Sufjan Stevens + Bryce Dessner Sing ‘Pleasure Principle’

Sufjan Stevens dropped by WNYC to sing “Pleasure Principle” the last acoustic portion of his 25-min long epic “Impossible Soul,” from his even more epic album Age Of Adz. He’s joined here by The National’s Bryce Dessner and two members of his band, including Kat Martino. Sufjan is ending his so-called touring behind this record next week with two big shows at Prospect Park, which is shame because this material deserved more of a showcase on a fuller national tour.

Comparing The National’s Album Art Design

Before he was the the brooding baritone singer of The National, Matt Berninger used to be a graphic designer (albeit one who reportedly distracted himself by scribbling lyrics in the margins during meetings). So it sorta makes sense that he and the band would have a great, clean sense of design when it comes to their record covers. Starting with last year’s very fine High Violet, and continuing through their subsequent singles and EPs, The National’s album art has been particularly gorgeous, with a cohesive, evocative look and feel.

These covers are the work of New York-based artist Mark Fox, whose sculptures have been the basis for, and in some cases, re-purposed into album art. These incredibly intricate sketches and sculptures look to be crafted out of all sorts of textures and tactile materials: wood, string, metal, tape, paper colored with paint and colored pencils, and so on. There is so much detail to these pieces that you want to reach out and touch them, but at the same time there is a simplicity to Fox’s work which allows them to be a natural fit for an album cover.

When viewed together into a series, and coupled with a sleek typography layout, there’s a clear sense of style and direction that seems perfect for the dark, melodic vibe that The National’s music exudes.

Fox’s piece “The Binding Force” was used as the basis for the cover for The National’s full-length album High Violet:

The cover to the lead single “Blood Buzz Ohio,” is based on Fox’s piece, “Jane Jacobs Understands The Beehive:”

The cover to “Terrible Love” single and the expanded edition of High Violet uses Fox’s piece, “Ark:”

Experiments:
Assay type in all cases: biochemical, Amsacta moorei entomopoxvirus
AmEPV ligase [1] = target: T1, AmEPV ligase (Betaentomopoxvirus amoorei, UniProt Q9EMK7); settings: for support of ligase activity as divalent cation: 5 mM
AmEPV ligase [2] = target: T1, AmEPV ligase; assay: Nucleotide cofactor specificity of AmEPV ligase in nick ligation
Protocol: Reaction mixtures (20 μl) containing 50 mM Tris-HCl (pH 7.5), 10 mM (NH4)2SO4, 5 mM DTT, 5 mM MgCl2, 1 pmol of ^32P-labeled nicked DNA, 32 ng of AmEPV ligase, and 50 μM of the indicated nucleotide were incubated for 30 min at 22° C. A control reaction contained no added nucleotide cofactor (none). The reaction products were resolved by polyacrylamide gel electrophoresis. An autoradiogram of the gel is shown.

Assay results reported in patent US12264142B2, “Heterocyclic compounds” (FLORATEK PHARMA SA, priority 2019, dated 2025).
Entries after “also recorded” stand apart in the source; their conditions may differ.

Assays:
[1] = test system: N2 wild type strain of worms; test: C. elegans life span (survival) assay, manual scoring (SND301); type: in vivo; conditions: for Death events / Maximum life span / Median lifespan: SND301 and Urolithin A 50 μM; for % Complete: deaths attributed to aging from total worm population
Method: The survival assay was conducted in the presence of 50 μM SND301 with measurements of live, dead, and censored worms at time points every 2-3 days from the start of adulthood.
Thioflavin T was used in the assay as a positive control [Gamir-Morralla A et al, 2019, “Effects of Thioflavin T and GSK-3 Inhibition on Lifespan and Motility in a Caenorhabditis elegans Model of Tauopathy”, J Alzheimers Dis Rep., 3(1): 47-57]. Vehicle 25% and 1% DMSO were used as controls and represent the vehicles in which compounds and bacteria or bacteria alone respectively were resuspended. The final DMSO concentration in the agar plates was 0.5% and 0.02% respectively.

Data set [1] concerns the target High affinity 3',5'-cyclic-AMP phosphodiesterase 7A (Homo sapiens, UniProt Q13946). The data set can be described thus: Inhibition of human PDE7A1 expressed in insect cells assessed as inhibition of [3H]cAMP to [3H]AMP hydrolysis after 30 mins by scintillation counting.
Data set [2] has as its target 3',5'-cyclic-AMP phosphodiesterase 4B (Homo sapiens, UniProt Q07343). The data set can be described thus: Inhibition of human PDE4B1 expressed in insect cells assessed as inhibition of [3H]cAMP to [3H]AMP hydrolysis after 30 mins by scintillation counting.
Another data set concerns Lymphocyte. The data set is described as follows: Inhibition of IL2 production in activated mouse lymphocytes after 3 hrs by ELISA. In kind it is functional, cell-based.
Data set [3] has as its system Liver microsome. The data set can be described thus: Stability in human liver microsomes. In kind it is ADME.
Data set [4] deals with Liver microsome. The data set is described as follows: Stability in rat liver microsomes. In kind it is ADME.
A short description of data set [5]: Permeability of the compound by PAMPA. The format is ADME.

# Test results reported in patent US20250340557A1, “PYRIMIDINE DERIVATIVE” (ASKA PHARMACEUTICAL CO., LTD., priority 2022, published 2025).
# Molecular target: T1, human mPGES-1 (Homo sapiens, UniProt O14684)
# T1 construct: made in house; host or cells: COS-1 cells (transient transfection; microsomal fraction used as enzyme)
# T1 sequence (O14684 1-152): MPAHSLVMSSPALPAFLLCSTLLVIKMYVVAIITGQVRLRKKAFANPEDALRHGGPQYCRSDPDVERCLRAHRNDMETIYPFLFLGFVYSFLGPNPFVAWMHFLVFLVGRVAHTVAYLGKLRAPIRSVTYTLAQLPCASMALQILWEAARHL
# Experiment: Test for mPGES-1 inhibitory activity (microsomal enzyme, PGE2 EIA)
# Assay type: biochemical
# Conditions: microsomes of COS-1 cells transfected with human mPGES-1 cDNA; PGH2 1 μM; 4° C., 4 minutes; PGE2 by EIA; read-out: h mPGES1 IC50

The cover to the single “Think You Can Wait,” is based on Fox’s “Cloud (Days Of That Are Over):

And finally, the cover to the brand new single “Exile Vilify” is based on “The White Sawhorseman:”

You can also apparently buy t-shirts from The National, designed by Mark Fox too (Here and here.) Great stuff.

Best Song I’ve Heard All Day — ‘This Is War’

(part 929 in a 1001 part series)

One of my favorite new music discoveries this year has been the duo Houses, who’s album All Night was one of my most heavily played albums from about October on. As I said in my recent Song of the Day write up, their minimalist electronic music is dark, hazy and yet completely blissful and emotionally cathartic.

So I was happy to find — albeit belatedly — that they recently released a new song, “This Is War,” on the site Alternative Apparel. This one eschews the electronics and samples for a dirgey piano, washed out guitar lines and haunting vocals that build to climactic peak that recalls The Antlers, The National or Deerhunter. Apparently a holiday song, here’s what Houses’ member Dexter Tortoriello writes about the music:

Holiday songs are often about snow, gifts or family – all of which are happy and nice – but when you stop and think about it, most holidays are based around very serious events. Christmas is, at its core, a recognition of the birth of one of the most famous and controversial figures in history. His birth and life are a truly incredible story in themselves, regardless of your personal beliefs. The song is about that very first Christmas day. It’s a haunting yet beautiful melody; we chose not to use the electronics that we’re known for on this song and opted instead for a more traditional composition. It seemed fitting.

Needless to say, it’s great. Check out the video below:

Houses Gift to Alternative Apparel from Houses on Vimeo.

Three Reasons I Should’ve Tried Harder To See The National This Weekend

Since the release of Boxer, The National’s brilliant record from 2007, the band has become one of my favorite bands. So when the band’s two nights (Sunday and Monday, May 24 and 25th) at Washington D.C.’s 9:30 Club sold out in less than 3 minutes, I was a little miffed I couldn’t see them without scalping or pulling some strings. The band even lined up a late show on Sunday as well but that was hard to come by as well.

Turns out the band has been debuting some new songs during their recent tour, which makes me even more pissed at myself for not trying harder to get tickets for these shows. From some videos I’ve found around the web, their new stuff looks to be just as great as the music from Boxer and Alligator, not to mention the phenomenal track from this year’s Dark Was The Night compilation “So Far Around The Bend.”

Watch “Vanderlylle Cry Baby” live from Toronto:


Watch “Runaway” live from Toronto: (or an in-studio performance here.)


Watch “Blood Buzz Ohio” live from Montreal:


Man, so freaking good. Maybe next time.